Judges in session: District Court judges address journalism students in an attempt to improve trial coverage. From left to right: James Kelley, Douglas MacDonald, Patrick Madden.

Three Iowa judges met with a classroom of students from the School of Journalism and Mass Communication this spring, in an ongoing attempt to educate future journalists about the legal system.

The program, a joint effort between the Iowa Judges Association and the J-MC School, was held during professor Lyombe Eko’s Legal and Ethical Issues in Mass Communication class, a required course for journalism majors.

Eko introduced the judges by calling for more cooperation.

“Journalists and judges are on the same team, we just play different roles,” Eko said. “We are the offense and they are the defense.”

The judges panel included District Judges James Kelley and Patrick Madden and District Associate Judge Douglas McDonald. All serve in District 7, an area that includes Maquoketa, Clinton, Muscatine and the Iowa half of the Quad Cities.

The judges discussed issues important to journalists such as hidden cameras, open records and television broadcasts of court cases. Throughout the session, all three judges encouraged reporters to meet with them, especially before important cases are heard.

“We’re not ogres,” Madden said. “We’re not bad people.”

For example, McDonald related how he once came to the defense of a reporter who his clerk was trying to chase out of the courtroom.

“He didn’t look like one of our customers,” he quipped. “We ended up becoming pretty good friends.”

Although the judges are willing to talk to reporters, they cautioned that judges are legally limited in what they can say.

“Judges cannot comment on any pending case,” McDonald explained.

Kelley used the O.J. Simpson case to show how judges must limit their conversation, despite how eager reporters are for information.

“I couldn’t comment on the O.J. case while it was in trial,” he said. “If you want to ask me about the case now, we can talk.”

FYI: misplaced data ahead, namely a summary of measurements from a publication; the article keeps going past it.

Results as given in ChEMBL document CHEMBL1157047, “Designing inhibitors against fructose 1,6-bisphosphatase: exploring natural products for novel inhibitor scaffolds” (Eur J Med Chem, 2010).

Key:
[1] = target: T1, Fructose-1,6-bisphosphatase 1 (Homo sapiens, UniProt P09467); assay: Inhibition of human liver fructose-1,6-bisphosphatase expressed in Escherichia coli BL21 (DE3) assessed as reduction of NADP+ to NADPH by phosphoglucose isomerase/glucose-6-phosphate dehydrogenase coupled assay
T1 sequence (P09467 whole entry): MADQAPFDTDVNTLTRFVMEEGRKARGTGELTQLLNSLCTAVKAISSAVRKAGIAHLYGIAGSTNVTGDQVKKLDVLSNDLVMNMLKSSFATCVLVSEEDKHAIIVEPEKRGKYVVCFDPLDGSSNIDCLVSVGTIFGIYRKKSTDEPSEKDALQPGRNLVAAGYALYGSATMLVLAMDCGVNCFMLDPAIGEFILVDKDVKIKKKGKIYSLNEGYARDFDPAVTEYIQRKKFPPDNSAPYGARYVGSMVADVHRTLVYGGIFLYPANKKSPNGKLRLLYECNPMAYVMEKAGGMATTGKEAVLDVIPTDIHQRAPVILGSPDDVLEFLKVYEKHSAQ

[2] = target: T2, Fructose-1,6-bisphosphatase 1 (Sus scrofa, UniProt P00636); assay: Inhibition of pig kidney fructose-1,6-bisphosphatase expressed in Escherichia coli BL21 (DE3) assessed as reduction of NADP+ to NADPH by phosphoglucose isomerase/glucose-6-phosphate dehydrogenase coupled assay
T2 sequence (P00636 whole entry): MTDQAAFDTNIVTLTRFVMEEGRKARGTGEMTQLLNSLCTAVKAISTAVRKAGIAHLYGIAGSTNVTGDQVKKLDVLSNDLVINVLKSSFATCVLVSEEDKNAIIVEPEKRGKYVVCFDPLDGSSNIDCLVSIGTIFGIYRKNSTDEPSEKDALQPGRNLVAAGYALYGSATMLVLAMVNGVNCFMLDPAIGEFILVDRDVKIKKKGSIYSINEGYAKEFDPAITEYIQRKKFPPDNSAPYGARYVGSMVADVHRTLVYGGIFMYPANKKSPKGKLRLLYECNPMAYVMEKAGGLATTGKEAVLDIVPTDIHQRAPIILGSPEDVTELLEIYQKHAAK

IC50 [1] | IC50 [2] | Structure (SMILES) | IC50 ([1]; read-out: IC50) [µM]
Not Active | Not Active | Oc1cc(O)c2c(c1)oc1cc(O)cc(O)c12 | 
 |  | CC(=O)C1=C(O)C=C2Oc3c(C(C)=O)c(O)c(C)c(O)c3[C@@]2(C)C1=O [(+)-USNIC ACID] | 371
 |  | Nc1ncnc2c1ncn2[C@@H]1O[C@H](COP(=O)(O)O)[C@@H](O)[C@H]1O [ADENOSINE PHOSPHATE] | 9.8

In addition to legal restrictions, the judges explained why some of their colleagues are reluctant to divulge information.

“We have a lot of reporters who like to put a slant on things to make a judge look foolish,” McDonald said. “Law practices are hard to go back to once you leave them, so we don’t want to lose our job.”

The judges discussed how news reports can sometimes bias potential jurors, even when the reports are accurate. This happens when attorneys talk to reporters to publicize their side of the case.

“That was the trouble with the O.J. case,” Kelley said. “There was no one judge assigned to the case at the time of intake, to control the various attorneys.”

While they see this situation happen often nationally, they personally have had very few problems.

“Both the prosecution and the defense are much better in Iowa than in other states,” Madden said.

Although the judges criticized some communication outside the courtroom, they emphasized that almost all courtroom proceedings are open to the public. Kelley could only remember about a half dozen delinquency hearings in the last 20 years that ended up being closed, and even those were closed only after a decision in an open hearing.

“The media may want to be there to argue for an open hearing,” Kelley said.

Most of the judges’ presentation related to issues of specific interest to reporters, but parts were about interesting situations they have dealt with. Madden once had to instruct a crying baby’s parents to quiet the child but was startled when the father yanked the baby out of the courtroom by the arm.

“I said, ‘Bailiff, arrest that man and put him in jail’,” he said. “I witnessed child abuse right in my courtroom.”

While the judges admitted that they are careful when communicating with the media, they encouraged the practice of allowing cameras in the courtroom. McDonald was somewhat of a groundbreaker in this area, as he was a defense attorney for the first Iowa case, a prominent murder case, to allow television cameras to film the trial.